On October 17, 1969, mezzo-soprano Shirley Verrett, violist Walter Trampler, and pianist and artistic director Charles Wadsworth marked an important occasion for the Chamber Music Society of Lincoln Center. No, not the inauguration of their brand-new hall or the opening concert of the recently formed society; that all happened back in September of that year. It was a well-received performance of New People, a freshly written song cycle by the American composer Michael Colgrass—the first of a steady stream of works commissioned by CMS to receive its world premiere on the stage of Alice Tully Hall.
In a New York Times interview that month, Wadsworth expressed pride in CMS’s mission to place newly sponsored music in concerts alongside works of earlier eras, believing that he could “best serve contemporary composers by presenting their music in the context of great music of the past.” This was a two-way street; the instrumentations and stylistic qualities of newly written pieces fed back into Wadsworth’s decisions about how to program canonical and lesser-known works from history. Imperative to his curation was the idea that the artists stood at the center of concerts—that the approach to tone and timbre of players or ensembles is a primary object of musical attention, and that the varied composers on a program can show different facets of a particular artistic core.
A performer-centric attitude permeates the approach that the Chamber Music Society takes to commissioning new music today. “What’s wonderful about the commission planning that we do at CMS is that we do it with performers in the loop,” current Co-Artistic Director David Finckel told me. “I would say 90 percent of new works start as requests from performers, who come to us with names of composers whose music they’re dying to play, asking if we can make it happen. When a great performer comes to us with that kind of passion, we know that the piece is going to have the best interpretation at its birth that it could possibly have."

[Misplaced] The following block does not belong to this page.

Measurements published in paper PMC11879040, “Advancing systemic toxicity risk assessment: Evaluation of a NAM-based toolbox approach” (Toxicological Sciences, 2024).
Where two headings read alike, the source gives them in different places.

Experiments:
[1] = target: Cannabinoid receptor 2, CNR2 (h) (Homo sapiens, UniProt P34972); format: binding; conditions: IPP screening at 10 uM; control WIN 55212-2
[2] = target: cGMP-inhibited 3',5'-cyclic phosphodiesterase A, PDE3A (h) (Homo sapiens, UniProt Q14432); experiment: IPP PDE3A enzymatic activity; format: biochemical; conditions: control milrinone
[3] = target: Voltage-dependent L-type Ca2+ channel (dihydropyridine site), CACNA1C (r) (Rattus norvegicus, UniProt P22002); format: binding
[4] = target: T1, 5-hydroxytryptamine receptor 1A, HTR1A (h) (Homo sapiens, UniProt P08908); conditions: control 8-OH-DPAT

The composers commissioned to write music for the Chamber Music Society in the 2022–23 season described many different ways in which their music was influenced by the sounds and specific strengths of those for whom they were writing. For Julia Adolphe, who is composing a new piano trio for the Sitkovetsky Trio that will see its first performance on a NewMilestones concert in February, the unique approaches of the players in the group has proved crucial to her compositional imagination.
“With chamber music, often you know who the players are going to be, and you can listen to recordings,” Adolphe told me. “I’ve really enjoyed thinking about the unique things that the Sitkovetsky Trio can convey. The pianist, Wu Qian, has a gorgeous bell-like tone. Her high piano is very sparkling, it’s crisp and clear. So there are a lot of bell-like chimes throughout the piece. [Violinist] Alexander Sitkovetsky’s middle and low register is very lush, sonorous, and Romantic-sounding. And I was really drawn to cellist Isang Enders’s pale, gentle timbre. He often has a full, blooming cello sound, but he is able to make the cello sound very light and delicate, a sound that’s hard to achieve, and so I’m trying to work with that as well.”